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A Pediatric Guide to Children’s Oral Health is a collaborative project of the Oral Health Initiative coordinated by the American Academy of Pediatrics (AAP) and the federal Maternal and Child Health Bureau.

We request the following citation be used when referencing this document:

American Academy of Pediatrics. A Pediatric Guide to Children’s Oral Health. Elk Grove Village, IL: American Academy of Pediatrics; 2009 For information about the AAP Oral Health Initiative, contact

American Academy of Pediatrics 141 Northwest Point Blvd Elk Grove Village, IL 60007-1098 E-mail: oralhealth@aap.org Web site: www.aap.org/oralhealth

The recommendations in this publication do not indicate an exclusive course of treatment or serve as a standard of medical care. Variations, taking into account individual circumstances, may be appropriate.

Products are shown or mentioned for informational purposes only and do not imply an endorsement by the AAP. The AAP does not recommend any specific brand of products or services.

Copyright © 2010 American Academy of Pediatrics. All rights reserved.


Rama Oskouian, DMD Giusy Romano-Clarke, MD, FAAP


Lauren Barone, MPH Suzanne Boulter, MD, FAAP Melinda B. Clark, MD, FAAP David M. Krol, MD, MPH, FAAP Wendy Nelson, ACCE Diona L. Reeves Rebecca Slayton, DDS, PhD


American Dental Association ANZ Photography Suzanne Boulter, MD, FAAP Noel Childers, DDS, MS, PhD David A. Clark, MD Melinda B. Clark, MD, FAAP Content Visionary Yasmi Crystal, DMD Joanna Douglas, BDS, DDS Donald Greiner, DDS, MSc Martha Ann Keels, DDS, PhD Rama Oskouian, DMD

Rocio B. Quinonez, DMD, MS, MPH Giusy Romano-Clarke, MD, FAAP

A special thanks to AAP staff and advisory committee members who helped in the production of this resource. This project is supported in part by Grant No. U93 MC 00184 from the Maternal and Child Health Bureau (Title V, Social Security Act), Health Resources and Services Administration, Department of Health and Human Services and the American Dental Association Foundation.


&URZQ The portion of the tooth visible above the gums.

(QDPHO The outside layer on the tooth that covers the crown, enamel is a hard, thin, translucent layer of calcified substance that envelops and protects the dentin. Enamel is the hardest substance in the body. The enamel’s properties allow it to protect the softer underlying dentin during chewing, grinding, and crushing food. Decay typically starts at the enamel surface and then spreads to the other layers.

3XOSFKDPEHU The softest part of the tooth, the pulp extends from the tooth root to the crown. The pulp contains the tooth connective tissue, blood vessels, and nerves. Its function is to provide the tooth with nutrients. If the pulp of a tooth becomes damaged beyond repair, the tooth dies. Damage to the pulp can be a result of a cracked tooth, a deep cavity, or trauma.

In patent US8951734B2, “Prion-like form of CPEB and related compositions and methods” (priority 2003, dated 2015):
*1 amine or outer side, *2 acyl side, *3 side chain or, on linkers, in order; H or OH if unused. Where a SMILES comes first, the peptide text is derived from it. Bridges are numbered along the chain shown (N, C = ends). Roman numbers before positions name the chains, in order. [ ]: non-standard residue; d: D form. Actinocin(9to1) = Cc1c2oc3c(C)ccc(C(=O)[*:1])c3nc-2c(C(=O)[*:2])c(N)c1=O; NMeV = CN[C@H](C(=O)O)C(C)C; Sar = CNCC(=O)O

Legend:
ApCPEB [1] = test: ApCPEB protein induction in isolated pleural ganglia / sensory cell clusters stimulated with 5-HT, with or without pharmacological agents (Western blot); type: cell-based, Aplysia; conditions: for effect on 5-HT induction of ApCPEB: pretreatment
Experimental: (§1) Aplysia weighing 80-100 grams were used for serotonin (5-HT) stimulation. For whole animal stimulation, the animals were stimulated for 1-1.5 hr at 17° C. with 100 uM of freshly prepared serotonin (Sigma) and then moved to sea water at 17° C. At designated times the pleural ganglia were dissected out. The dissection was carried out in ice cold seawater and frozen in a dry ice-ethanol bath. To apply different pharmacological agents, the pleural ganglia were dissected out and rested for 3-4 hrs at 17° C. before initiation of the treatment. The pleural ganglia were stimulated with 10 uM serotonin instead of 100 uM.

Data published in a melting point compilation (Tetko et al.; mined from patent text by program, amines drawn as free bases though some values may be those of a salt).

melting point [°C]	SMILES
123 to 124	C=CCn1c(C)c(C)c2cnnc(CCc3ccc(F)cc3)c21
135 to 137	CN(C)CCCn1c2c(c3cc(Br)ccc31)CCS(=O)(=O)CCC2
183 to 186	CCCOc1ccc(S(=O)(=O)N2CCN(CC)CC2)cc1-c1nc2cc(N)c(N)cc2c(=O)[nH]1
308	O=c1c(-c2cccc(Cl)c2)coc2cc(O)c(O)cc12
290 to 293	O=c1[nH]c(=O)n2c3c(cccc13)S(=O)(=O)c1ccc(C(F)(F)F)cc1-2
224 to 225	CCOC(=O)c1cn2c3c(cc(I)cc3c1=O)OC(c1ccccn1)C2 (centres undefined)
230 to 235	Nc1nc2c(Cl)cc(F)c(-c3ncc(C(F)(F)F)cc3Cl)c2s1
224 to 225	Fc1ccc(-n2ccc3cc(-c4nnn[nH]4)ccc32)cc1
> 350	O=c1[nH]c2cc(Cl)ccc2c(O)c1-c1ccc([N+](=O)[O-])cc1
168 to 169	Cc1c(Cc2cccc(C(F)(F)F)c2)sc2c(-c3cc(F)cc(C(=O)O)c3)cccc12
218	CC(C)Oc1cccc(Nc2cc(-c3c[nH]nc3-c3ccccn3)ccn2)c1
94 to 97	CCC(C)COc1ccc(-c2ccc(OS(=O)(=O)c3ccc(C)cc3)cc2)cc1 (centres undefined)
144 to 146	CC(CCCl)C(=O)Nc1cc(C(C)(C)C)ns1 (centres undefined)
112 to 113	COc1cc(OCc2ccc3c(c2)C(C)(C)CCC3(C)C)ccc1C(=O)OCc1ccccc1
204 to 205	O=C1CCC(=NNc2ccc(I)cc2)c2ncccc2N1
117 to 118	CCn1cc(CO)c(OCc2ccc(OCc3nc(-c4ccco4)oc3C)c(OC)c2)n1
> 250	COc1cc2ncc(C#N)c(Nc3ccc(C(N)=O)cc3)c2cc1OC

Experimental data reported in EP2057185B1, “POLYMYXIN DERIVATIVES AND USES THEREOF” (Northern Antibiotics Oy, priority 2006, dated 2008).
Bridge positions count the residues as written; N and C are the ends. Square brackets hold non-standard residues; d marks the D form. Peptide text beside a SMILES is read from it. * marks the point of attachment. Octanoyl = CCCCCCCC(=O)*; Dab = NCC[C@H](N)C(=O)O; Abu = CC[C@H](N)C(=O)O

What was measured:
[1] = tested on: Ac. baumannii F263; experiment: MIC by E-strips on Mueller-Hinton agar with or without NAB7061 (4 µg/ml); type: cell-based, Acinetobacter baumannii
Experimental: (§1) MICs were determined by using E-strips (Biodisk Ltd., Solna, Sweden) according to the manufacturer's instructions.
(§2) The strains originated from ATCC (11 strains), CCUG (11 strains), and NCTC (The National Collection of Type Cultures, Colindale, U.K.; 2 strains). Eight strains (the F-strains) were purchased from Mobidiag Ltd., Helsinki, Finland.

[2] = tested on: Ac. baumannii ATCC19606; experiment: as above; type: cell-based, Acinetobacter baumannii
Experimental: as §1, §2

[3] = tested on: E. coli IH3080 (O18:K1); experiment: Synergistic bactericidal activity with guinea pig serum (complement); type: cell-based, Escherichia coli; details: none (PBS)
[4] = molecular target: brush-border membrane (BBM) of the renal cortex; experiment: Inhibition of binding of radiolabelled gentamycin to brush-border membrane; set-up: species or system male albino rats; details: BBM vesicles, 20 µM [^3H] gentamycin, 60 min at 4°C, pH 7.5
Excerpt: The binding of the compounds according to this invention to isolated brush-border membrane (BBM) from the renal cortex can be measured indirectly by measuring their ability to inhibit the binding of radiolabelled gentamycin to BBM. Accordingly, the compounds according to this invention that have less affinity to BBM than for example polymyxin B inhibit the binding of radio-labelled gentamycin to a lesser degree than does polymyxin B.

5RRW The part of the tooth below the crown, the root is covered by cementum rather than enamel, and attached by the periodontal ligament to the alveolar bone. It is like an anchor because it helps hold our teeth within the alveolar bone.

'HQWLQ A hard, thick substance that is the main component of the tooth structure, dentin is found under the enamel in the crown and under the cementum in the root. The dentin provides the tooth with the ability to flex and absorb tremendous functional loads without fracturing. Normal dentin is composed of millions of tubules that change as you move from the periphery toward the pulp chamber. These tubules contain tiny projections of the nerve and are, thus, sensitive to exposure to air, acid, and touch.

$OYHRODUERQH The portion of bone in the maxilla or mandible that surrounds and supports the teeth.

&HPHQWXP The thin layer of calcified (tough calcium deposits) tissue covering the dentin of the root, cementum is 1 of 4 tissues that support the tooth in the jaw. The principal inorganic components of cementum are hydroxyapatites, which are thin, platelike crystals similar to those in bone.

3HULRGRQWDOOLJDPHQW Made up of bundles of connective tissue fibers that anchor the teeth within the jaws.



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0RQWKV ƒDo mom or siblings have cavities, a toothache, or bleeding or sensitive gums, or have they had cavities filled in the past year?

ƒDo mom or siblings have a dentist?

ƒDoes tap water supply contain fluoride?

ƒIs fluoridated tap water used for drinking and cooking? ƒIs this a baby with special

health care needs (eg, low birth weight, premature, congenital anomalies)?

ƒEncourage good oral hygiene of parent or caregiver.